We believe in the power of science and a knowledge-based approach to life in general. So we’re proud to be a part of several community grid computing projects which work to solve open problems in medicine, environmental science, and mathematics.
Our work We’re currently active in World Community Grid, Rosetta@Home, Einstein@Home, GPUGrid, and Asteroids@Home. You can check out our detailed stats across all projects.
WCG brief stats Updated every 5 years of CPU time.
2020-03-21: Covid19 As grid computing efforts toward combatting Covid19 have come to the forefront, we have devoted more of our CPU time to Rosetta@Home.
We’ve also dialed back the GPU work we were doing for Einstein@Home and Asteroids@Home; we are now only crunching WUs for them when there are no WUs available from GPUGrid.
This means that our current blend of compute resources is 50/50 Rosetta and WCG on the CPU side of things, and 100% GPUGrid (again, unless they do not have work available) on the GPU side.
2019-11-03: 75 years; last update of the year Today we crossed 75 years of compute time for WCG.
Two other events happened earlier this week: the Africa Rainfall Project kicked off, and we finished our 3900X upgrade. We’re excited about both, especially since finishing the upgrades let us build two more nodes out of spare parts. We now have 128 threads in-house.
Here’s to next year!
2019-08-16: Top 1000; New hardware; Visiting friends Thanks to a visit from user Sheridon of Xstreme Systems Team, we broke into the top 1000 teams a few days earlier than expected.
The Firepear computing stack is currently all Ryzen. It’s simple cost-benefit analysis: I’m interested in crunching as much data as possible per unit time, at a reasonable cost (in both money and electricity). Right now, that’s Ryzen.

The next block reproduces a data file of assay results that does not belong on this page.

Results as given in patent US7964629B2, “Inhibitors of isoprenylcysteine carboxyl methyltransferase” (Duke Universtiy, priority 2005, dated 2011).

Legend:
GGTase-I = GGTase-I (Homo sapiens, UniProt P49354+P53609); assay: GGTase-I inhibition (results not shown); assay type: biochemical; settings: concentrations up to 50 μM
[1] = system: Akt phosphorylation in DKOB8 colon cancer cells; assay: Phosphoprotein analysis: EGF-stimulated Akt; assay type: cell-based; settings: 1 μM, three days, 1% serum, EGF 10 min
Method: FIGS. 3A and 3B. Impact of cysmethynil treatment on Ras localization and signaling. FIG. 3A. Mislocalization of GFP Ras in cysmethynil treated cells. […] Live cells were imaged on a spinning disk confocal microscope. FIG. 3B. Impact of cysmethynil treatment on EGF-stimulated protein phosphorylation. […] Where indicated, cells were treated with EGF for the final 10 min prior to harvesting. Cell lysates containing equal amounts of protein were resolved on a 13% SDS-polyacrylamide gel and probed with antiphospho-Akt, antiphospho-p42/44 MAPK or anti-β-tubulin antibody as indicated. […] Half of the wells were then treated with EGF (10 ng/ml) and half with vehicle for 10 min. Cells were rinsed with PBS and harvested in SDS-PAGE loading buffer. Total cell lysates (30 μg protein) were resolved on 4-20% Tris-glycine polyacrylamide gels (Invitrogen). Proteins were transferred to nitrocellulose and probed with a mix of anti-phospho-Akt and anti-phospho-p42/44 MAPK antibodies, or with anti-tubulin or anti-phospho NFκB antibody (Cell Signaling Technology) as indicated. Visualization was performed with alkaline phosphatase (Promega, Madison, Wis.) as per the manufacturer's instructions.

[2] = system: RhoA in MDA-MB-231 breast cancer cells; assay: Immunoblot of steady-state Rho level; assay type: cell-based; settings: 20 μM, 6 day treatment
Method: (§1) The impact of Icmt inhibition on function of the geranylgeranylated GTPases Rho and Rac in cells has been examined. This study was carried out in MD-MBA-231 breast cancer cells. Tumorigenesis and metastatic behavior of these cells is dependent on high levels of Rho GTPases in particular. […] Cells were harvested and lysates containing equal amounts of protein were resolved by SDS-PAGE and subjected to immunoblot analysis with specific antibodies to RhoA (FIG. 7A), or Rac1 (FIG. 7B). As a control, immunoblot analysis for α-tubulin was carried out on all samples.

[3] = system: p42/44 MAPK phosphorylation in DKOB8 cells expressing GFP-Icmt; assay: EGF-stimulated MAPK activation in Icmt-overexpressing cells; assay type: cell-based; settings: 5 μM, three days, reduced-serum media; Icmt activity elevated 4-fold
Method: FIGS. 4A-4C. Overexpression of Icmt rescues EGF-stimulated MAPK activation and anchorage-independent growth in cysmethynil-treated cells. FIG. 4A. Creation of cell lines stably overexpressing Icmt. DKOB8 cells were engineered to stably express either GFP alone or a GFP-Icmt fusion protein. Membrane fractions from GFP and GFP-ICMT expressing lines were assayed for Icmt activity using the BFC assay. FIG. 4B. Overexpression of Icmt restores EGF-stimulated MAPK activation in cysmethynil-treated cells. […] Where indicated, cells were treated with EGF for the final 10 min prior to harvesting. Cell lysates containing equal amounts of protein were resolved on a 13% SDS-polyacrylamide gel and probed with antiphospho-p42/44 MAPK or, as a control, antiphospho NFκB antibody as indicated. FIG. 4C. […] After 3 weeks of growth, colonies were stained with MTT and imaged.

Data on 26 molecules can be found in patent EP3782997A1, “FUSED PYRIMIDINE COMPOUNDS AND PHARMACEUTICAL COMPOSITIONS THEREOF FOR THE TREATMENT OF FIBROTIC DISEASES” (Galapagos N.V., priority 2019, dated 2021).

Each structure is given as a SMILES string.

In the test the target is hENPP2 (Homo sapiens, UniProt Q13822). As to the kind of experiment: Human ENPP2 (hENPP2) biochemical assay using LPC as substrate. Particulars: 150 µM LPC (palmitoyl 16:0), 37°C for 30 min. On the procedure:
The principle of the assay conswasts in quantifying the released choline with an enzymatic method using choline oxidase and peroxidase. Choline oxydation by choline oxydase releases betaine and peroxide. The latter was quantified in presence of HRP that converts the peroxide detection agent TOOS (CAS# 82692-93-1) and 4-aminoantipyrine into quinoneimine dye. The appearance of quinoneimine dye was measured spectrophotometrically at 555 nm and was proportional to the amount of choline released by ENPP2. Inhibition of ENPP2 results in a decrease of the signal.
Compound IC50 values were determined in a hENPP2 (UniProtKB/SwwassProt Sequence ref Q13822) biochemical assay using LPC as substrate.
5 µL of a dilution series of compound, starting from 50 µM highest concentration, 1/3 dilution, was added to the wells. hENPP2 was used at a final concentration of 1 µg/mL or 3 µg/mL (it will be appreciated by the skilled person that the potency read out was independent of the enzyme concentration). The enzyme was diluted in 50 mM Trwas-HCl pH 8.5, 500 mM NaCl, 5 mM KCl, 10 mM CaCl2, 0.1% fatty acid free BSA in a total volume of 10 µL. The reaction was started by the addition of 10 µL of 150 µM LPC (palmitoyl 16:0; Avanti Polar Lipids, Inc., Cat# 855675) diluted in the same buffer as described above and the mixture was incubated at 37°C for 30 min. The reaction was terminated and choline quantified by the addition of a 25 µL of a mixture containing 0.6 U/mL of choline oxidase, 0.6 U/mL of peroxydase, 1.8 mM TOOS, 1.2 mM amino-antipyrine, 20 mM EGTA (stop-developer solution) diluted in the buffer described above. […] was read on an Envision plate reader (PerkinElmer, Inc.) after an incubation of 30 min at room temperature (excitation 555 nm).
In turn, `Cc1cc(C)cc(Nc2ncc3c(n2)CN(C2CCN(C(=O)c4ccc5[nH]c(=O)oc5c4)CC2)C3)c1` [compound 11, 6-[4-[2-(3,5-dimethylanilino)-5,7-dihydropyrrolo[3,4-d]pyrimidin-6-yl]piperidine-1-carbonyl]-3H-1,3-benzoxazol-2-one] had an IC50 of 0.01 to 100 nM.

I’m upgrading all my machines to the new R9 3900X CPU. This provides an opportunity to compare all three generations of the Ryzen family.
3900X vs 3950X I want to throw as many cores as I can at the problems that I volunteer compute time for, but I also have a finite budget.
After months of pondering what GPU to use to get my compute farm back into crunching GPGPU workunits, I was persuaded by a recent review to order a GTX 1650 and give it a go.
Background and lead-up Years ago, I was reading stories about how Linux support on Steam had really improved. I decided to build a Linux box capable of running modern-ish games. This was in 2015, a time when AMD GPU support on Linux was abominable, so my choice for a video card boiled down to “which Nvidia card?
This is the development diary for Greenhouse, my attempt to build a DIY compute farm in a box. In other words, a multi-machine chassis.
2018-11-01 — Introduction and Plan The core idea is to assemble individual compute nodes on trays, in the most compact way feasible, and then to stack nodes atop each other in an enclosure.
The components of each node will be:
A tray made from some thin, rigid, wood-based board.
News and Updates 2018-12-24 After a week offline due to work on Homefarm, all our nodes are back up and crunching to close out the calendar year, and our first year as a team.
2018-12-12 So many milestones here at the end of the calendar year! Today we returned our 100,000th work unit for World Community Grid.
2018-12-03 We are now in the top 2000 teams on WGC, by both points and WUs returned – and we’re still not quite a year old!